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To Your Health: Palliative care eases stress of child’s illness

Meggan Mikal

Meggan Mikal

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Updated: July 13, 2013 6:22AM



Pediatric palliative care is specialized medical care for children with complex medical conditions. It focuses on providing relief from the symptoms, pain and stress of a serious illness.

The goal is to improve the quality of life for a child and his family and to allow the child to grow and develop in the midst of the medical diagnosis.

Pediatric palliative care is provided by an interdisciplinary team of doctors, nurses, child life specialists, chaplains and social workers who work with the child’s other doctors as an extra layer of support. It is appropriate at any age and at any stage of an illness and can be provided along with treatments that are focused on a cure.

Pediatric palliative care addresses serious medical conditions including genetic disorders, cancer, prematurity, neurologic disorders, heart and lung conditions.

It relieves the symptoms of these diseases, such as pain, shortness of breath, fatigue, constipation, nausea, loss of appetite and difficulty sleeping. In short, it helps the child and family gain the strength to carry on with daily life.

People who care for children with complex medical conditions know that children’s needs are very different from those of adults. Children experience a variety of complex illnesses that are not seen in adults. Even illnesses that are seen in adults can act differently in children because of their unique anatomy and physiology.

Children are growing and developing as they face illness. Therefore, all specialized medical care, including palliative care, must be tailored to meet those needs.

The pediatric palliative care specialists focus on the whole child and how the child’s illness and treatment affect the entire family. The team supports the child and family every step of the way, not only by managing symptoms, but also by helping people understand all of the treatment goals and options. They assist with communication and coordination of care throughout the child’s trajectory of illness and across all health care settings.

It is best to start palliative care as early as possible. This benefits the child and the family by relieving the symptoms, pain and stress that can make facing a serious illness so difficult.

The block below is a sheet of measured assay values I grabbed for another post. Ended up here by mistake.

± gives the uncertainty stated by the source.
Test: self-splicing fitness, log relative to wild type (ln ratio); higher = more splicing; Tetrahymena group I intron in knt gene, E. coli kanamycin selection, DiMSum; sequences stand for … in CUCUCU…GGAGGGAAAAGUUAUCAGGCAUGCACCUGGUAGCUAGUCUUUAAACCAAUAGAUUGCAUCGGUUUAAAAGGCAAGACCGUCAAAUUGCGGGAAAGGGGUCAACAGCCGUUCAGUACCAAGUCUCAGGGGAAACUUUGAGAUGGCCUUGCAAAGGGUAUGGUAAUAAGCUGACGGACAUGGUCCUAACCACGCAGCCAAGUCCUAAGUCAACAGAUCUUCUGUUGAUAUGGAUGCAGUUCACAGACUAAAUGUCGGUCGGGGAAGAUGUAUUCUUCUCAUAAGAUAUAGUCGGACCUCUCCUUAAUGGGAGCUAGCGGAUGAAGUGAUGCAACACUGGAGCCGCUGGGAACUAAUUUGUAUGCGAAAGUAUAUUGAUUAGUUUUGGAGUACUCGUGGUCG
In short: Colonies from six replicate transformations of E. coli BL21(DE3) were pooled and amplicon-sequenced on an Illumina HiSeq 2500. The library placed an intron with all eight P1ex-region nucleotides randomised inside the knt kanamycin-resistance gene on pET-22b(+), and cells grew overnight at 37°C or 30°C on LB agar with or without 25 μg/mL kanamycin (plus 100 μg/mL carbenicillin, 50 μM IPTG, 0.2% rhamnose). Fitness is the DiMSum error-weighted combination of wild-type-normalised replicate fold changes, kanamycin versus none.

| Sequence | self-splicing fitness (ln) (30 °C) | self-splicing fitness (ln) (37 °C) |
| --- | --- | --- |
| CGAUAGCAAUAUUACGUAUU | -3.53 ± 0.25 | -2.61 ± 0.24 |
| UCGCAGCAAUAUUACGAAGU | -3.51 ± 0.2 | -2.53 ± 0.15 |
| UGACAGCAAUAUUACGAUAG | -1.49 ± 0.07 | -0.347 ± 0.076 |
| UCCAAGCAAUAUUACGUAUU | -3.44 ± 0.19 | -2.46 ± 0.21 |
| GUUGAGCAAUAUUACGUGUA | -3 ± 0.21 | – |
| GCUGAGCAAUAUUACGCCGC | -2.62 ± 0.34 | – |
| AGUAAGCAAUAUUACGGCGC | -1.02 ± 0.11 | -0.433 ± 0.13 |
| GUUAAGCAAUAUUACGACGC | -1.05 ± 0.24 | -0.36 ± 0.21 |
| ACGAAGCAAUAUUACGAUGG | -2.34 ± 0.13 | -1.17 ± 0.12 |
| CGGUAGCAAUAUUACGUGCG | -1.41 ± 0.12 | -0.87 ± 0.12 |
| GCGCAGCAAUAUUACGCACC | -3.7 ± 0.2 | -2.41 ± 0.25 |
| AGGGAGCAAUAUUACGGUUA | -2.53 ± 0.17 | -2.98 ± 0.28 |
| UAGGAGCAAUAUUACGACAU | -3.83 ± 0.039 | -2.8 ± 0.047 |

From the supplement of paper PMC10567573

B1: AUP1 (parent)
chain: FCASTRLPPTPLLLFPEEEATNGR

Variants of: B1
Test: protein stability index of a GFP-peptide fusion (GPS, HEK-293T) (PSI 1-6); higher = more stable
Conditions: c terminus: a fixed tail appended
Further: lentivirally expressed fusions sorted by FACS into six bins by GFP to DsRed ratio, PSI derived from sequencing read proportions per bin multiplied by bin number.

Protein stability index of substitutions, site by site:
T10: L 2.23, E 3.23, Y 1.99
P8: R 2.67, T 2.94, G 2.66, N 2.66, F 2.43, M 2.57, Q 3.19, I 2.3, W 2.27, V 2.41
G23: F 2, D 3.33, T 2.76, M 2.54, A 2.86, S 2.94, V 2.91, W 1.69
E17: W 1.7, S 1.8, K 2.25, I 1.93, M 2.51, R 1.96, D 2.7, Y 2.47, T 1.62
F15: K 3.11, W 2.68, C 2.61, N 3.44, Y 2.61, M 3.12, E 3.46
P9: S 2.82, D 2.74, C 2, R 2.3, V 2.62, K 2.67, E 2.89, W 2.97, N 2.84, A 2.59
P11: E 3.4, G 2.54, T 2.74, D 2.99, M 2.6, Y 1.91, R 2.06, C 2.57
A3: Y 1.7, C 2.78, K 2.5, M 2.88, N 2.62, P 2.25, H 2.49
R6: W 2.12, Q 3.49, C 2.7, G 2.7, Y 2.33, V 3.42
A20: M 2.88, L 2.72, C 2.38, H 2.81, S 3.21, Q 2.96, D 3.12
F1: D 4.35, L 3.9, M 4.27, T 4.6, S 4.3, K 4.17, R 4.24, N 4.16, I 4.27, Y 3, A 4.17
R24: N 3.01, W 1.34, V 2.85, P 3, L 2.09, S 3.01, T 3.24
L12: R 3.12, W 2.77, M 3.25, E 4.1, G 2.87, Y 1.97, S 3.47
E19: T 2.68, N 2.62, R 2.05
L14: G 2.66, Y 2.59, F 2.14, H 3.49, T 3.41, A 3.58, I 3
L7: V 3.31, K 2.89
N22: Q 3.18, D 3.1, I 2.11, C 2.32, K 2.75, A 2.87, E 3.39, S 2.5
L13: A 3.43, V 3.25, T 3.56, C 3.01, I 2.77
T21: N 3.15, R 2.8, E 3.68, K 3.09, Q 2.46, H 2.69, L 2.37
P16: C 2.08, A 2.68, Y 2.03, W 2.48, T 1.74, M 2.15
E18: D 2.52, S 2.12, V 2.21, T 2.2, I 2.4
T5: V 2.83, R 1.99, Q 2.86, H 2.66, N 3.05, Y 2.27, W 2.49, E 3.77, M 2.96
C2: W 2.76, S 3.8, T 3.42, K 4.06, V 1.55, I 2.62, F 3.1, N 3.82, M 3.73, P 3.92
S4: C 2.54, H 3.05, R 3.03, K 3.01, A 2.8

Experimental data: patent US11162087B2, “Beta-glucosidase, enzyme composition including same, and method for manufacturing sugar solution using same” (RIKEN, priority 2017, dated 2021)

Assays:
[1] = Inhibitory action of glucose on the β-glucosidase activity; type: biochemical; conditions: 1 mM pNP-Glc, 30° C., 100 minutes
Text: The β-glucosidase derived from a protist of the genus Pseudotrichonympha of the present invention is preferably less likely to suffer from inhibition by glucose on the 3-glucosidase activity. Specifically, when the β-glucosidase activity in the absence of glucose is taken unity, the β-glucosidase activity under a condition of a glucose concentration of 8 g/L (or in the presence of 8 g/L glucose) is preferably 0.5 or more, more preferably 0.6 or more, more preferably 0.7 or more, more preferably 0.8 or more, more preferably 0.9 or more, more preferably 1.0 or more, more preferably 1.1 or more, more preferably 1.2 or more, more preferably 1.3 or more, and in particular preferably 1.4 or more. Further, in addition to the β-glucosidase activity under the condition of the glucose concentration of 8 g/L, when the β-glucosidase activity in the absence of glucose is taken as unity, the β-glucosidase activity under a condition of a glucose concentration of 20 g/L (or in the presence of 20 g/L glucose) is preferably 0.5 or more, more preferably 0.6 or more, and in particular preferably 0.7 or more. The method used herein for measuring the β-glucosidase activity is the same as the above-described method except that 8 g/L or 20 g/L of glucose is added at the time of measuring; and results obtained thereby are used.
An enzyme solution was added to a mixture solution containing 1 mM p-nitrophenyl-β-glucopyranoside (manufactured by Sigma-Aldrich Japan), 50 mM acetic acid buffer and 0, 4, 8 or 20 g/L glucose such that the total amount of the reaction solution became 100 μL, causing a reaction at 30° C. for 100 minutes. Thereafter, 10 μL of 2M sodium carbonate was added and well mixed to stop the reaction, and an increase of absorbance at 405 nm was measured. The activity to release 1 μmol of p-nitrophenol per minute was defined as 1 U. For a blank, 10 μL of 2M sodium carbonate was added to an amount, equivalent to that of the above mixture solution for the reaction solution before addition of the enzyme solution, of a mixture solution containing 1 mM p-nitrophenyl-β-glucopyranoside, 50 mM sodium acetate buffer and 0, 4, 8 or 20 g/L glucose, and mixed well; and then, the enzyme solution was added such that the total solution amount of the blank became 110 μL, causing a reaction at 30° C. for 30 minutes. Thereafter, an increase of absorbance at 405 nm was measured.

Working with the primary doctor, the palliative care team provides an extra layer of:

Close communication and collaboration

Expert management of pain and other symptoms

Help navigating the health care system

Guidance with difficult and complex treatment choices

Emotional and spiritual support

The palliative care team takes the time to get to know the child and family. Because every child and family have individual needs, they may meet and work with different members of the team at different times. One of the team’s main goals is to make sure that everyone considers the family’s situation and how to make their journey a bit easier.

Using a team approach, pediatric palliative care helps the child and family caregivers cope with the challenges of illness and hospitalizations by relieving the symptoms of the disease or treatments. The team also focuses on supporting the people around the child, including siblings, grandparents and friends. They provide the child’s medical team with resources for medical care at home or closer to home. They also coordinate care among the child’s many doctors and improve communication between the family and the primary medical team.

Many caregivers struggle with how to talk to their children about illness. The palliative care team can provide guidance, resources and connections with appropriate community resources for anyone involved in a child’s life, including the school and community. They explain ways to care for children in unique circumstances and in a developmentally appropriate manner.

For parents in particular, dealing with the complex medical system can be a difficult task. Many seriously ill children have many medical providers taking care of them, and receive treatment in more than one location. This can add to parents feeling overwhelmed and confused by the amount of information they are given. With the close communication and advocacy that a palliative care team provides, families are better able to choose options that are in line with their values, traditions and culture. This improves the well-being of the entire family.

Mikal is a nurse with the Pediatric Palliative and Supportive Care Service at Advocate Children’s Hospital’s Oak Lawn campus.



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